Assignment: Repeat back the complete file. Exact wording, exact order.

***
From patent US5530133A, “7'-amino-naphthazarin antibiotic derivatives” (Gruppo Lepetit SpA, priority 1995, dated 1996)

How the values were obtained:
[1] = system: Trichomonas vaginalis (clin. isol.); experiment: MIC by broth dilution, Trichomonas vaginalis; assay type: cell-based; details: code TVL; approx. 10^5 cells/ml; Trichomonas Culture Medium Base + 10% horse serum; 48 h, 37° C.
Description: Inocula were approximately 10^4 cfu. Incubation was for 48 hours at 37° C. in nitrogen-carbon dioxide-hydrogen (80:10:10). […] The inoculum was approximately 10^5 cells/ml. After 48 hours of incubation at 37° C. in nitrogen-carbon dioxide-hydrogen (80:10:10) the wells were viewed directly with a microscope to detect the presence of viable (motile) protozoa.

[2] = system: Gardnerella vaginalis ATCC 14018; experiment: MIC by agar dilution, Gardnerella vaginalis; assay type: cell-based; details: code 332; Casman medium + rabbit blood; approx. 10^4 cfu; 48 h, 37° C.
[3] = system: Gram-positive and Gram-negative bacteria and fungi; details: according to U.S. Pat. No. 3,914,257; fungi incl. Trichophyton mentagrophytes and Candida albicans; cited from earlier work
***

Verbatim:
From patent US5530133A, “7'-amino-naphthazarin antibiotic derivatives” (Gruppo Lepetit SpA, priority 1995, dated 1996)

How the values were obtained:
[1] = system: Trichomonas vaginalis (clin. isol.); experiment: MIC by broth dilution, Trichomonas vaginalis; assay type: cell-based; details: code TVL; approx. 10^5 cells/ml; Trichomonas Culture Medium Base + 10% horse serum; 48 h, 37° C.
Description: Inocula were approximately 10^4 cfu. Incubation was for 48 hours at 37° C. in nitrogen-carbon dioxide-hydrogen (80:10:10). […] The inoculum was approximately 10^5 cells/ml. After 48 hours of incubation at 37° C. in nitrogen-carbon dioxide-hydrogen (80:10:10) the wells were viewed directly with a microscope to detect the presence of viable (motile) protozoa.

[2] = system: Gardnerella vaginalis ATCC 14018; experiment: MIC by agar dilution, Gardnerella vaginalis; assay type: cell-based; details: code 332; Casman medium + rabbit blood; approx. 10^4 cfu; 48 h, 37° C.
[3] = system: Gram-positive and Gram-negative bacteria and fungi; details: according to U.S. Pat. No. 3,914,257; fungi incl. Trichophyton mentagrophytes and Candida albicans; cited from earlier work